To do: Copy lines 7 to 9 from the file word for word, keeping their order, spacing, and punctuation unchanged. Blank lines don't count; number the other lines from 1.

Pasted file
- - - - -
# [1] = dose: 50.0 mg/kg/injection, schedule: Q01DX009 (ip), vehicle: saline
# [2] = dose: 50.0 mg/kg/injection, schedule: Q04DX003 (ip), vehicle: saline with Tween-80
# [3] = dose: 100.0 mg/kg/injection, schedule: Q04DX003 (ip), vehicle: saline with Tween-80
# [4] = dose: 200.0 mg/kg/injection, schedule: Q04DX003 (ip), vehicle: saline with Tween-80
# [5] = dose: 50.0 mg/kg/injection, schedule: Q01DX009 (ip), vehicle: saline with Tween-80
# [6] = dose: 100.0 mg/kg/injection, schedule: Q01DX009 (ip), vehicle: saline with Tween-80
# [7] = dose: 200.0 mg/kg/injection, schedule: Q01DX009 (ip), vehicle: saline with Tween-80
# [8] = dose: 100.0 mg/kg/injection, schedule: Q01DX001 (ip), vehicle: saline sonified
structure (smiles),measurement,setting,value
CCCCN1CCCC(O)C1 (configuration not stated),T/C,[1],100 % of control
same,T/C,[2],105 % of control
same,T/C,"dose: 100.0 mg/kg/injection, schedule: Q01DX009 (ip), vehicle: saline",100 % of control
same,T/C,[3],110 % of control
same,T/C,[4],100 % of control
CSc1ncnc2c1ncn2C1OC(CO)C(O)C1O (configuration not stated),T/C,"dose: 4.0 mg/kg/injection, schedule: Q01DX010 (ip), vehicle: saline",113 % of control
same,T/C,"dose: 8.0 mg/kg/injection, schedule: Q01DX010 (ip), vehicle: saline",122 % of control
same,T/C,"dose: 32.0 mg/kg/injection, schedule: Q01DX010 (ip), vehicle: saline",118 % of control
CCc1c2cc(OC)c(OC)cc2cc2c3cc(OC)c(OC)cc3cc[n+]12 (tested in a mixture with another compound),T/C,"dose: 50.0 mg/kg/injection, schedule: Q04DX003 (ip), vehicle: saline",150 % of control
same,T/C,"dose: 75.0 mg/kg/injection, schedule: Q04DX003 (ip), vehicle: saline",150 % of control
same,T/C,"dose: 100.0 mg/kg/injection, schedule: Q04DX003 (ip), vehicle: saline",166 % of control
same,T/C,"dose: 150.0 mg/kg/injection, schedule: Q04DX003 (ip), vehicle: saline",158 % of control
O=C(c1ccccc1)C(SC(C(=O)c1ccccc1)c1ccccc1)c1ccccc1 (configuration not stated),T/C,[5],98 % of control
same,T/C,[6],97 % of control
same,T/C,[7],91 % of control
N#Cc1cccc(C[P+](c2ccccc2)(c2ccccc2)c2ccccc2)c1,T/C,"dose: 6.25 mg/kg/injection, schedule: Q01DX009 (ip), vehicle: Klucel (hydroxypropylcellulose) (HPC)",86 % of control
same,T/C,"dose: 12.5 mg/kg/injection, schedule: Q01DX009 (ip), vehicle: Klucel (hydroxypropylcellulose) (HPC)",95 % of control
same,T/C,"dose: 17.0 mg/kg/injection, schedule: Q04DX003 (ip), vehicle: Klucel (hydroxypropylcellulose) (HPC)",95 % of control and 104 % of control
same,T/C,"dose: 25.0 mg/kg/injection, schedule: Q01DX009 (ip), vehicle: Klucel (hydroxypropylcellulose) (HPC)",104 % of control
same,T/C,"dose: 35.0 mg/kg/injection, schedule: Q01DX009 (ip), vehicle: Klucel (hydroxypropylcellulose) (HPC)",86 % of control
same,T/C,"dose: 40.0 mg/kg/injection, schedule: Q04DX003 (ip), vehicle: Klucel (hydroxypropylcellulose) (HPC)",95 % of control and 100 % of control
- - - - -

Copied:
# [7] = dose: 200.0 mg/kg/injection, schedule: Q01DX009 (ip), vehicle: saline with Tween-80
# [8] = dose: 100.0 mg/kg/injection, schedule: Q01DX001 (ip), vehicle: saline sonified
structure (smiles),measurement,setting,value